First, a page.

STCHM: Camp Inside Out

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Church camp is that amazing week when you stay up late, run around all day, sing songs, talk about Jesus, play water games and fight for victory in silly competitions. It’s a thrilling time in the summer for the kids and the adults. 

danika becker130Danica BeckerThis was my first time as an adult sponsor to any camp, and I loved it. We took eight kids—four girls and four boys—from South Texas Children’s Home to Camp Zephyr. The theme this summer was “Inside Out.” During our four days there, we talked about giving our emotions to God and giving our lives to Christ. We had a few mottos throughout the week the kids learned, such as “Trust God, not your emotions,” “Trust Jesus, not yourself” and “Listen to Jesus.”

We focused on the book of Ephesians and talked about how God wants us to trust, follow and listen to him. We hit on all the major emotions and related things back to the newly released movie, Inside Out

One emotion I think should be added to the girls’ discussions is Sass. Sass is a cousin of Anger and sister to Disgust, because Sass likes to talk back to leaders and takes pleasure in putting others down. Sass comes out when you try to act too cool to listen to whoever is talking. Sass likes to tell you that you are better and smarter and more important.

Sass fights back or ignores others when you are upset. So often, my camp girls would joke around and hurt each others’ feelings, they would whine about the smallest things, argue when there was no reason to argue, and not listen to the leader who was trying to present them with something real and helpful to know. That was Sass putting her hand on the control panel and distracting them from a fun time at camp.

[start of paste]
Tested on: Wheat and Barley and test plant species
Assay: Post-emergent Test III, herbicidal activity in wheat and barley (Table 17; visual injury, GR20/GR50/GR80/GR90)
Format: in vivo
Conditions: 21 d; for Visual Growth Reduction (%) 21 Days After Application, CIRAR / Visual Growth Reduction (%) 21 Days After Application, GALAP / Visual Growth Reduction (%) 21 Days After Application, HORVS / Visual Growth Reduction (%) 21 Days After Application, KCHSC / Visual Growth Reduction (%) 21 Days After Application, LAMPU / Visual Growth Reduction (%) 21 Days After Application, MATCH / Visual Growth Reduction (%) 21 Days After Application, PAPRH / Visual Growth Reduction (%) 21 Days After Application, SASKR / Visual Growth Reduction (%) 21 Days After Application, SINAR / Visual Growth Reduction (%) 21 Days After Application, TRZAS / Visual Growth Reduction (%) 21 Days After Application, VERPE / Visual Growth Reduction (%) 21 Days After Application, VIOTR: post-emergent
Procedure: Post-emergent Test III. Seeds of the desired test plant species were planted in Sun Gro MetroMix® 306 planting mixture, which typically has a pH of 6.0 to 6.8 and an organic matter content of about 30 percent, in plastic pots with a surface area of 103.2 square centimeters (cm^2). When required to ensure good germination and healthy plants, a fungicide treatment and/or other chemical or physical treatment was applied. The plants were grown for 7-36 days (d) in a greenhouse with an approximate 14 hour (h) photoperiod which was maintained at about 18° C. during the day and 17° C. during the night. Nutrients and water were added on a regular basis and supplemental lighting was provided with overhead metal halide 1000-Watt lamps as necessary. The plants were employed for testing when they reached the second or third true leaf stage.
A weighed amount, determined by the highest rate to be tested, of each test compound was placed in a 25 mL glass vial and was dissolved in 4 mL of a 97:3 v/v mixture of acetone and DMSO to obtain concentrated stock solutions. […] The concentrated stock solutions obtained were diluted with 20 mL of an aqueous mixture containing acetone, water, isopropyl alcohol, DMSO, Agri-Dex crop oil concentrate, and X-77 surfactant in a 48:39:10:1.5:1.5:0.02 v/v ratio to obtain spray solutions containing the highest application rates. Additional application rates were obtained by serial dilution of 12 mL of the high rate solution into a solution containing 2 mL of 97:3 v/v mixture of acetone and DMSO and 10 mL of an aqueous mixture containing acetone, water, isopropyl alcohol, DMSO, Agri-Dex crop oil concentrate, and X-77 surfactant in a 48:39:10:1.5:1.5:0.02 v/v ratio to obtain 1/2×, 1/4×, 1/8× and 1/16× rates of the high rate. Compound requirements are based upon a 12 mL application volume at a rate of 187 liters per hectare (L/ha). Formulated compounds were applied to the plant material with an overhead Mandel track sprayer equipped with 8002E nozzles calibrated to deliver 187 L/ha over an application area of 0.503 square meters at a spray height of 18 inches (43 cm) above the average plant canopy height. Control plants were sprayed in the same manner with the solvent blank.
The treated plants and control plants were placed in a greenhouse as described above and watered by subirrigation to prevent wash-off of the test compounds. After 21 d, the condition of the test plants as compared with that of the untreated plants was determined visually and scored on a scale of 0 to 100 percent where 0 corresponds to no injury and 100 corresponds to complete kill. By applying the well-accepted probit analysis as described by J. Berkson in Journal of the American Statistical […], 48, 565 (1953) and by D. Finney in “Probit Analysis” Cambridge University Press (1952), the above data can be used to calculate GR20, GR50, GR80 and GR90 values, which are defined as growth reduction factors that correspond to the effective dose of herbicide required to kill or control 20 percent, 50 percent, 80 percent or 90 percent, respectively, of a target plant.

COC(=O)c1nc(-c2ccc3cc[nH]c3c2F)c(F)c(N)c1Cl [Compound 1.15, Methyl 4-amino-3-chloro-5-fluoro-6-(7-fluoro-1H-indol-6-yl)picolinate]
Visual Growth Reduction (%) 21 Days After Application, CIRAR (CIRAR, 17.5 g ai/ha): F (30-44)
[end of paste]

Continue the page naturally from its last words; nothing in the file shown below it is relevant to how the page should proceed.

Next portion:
stchm sass2501 Corinthians 11:1 tells us to be imitators of Christ. Sass is not an imitator of Christ. Being Sassy feels good and gives you confidence. But you need to remember that as a Christian, you were bought for a price and need to glorify God in all that you do  (1 Corinthians 6:20). Sassing people does not glorify God.

During the camp, we focused on the first four chapters of Ephesians. When I take a look into the fifth chapter I find verse 11, “Take no part in the unfruitful works of darkness, but instead expose them” (ESV). In other words, kick out your Sass. There is nothing good about it, so block her power over your control panel and stop listening to her lies. Instead, put into practice the fruits of the Spirit—love, joy, peace, forbearance, kindness, goodness, faithfulness, gentleness and self-control (Galatians 5:22-23).

Replacing Sass with the fruits of the Spirit doesn’t mean you can’t joke around. It means you utilize the self-control to distinguish when it is appropriate to joke. It means you exercise goodness in the choosing of your words and love in all you do. I feel that the motto for this chapter would be to “Honor God in all that you do.” 

Later in Ephesians is a passage about putting on the armor of God. Like the fruits of the Spirit, the armor of God helps protect us from giving in to the control of unwanted emotional characters like Anger, Sass, Sadness and Fear. Gaining the fruits of the Spirit and keeping our armor on and ready requires one to spend time listening to God and following his directions. 

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I struggle to stay connected to God, so it’s no wonder that the kids prefer to let Sass control them than to allow Christ control. I pray the Lord will help us to monitor our Sass and honor him in all that we do. I pray he will step into our headquarters and take charge of control panels of our lives. Please pray for us to have wisdom in dealing with sassy kids and teach them to love Christ.

Danica Becker, a student at Dallas Baptist University, is serving with Go Now Missions at South Texas Children’s Home Ministry in Beeville.

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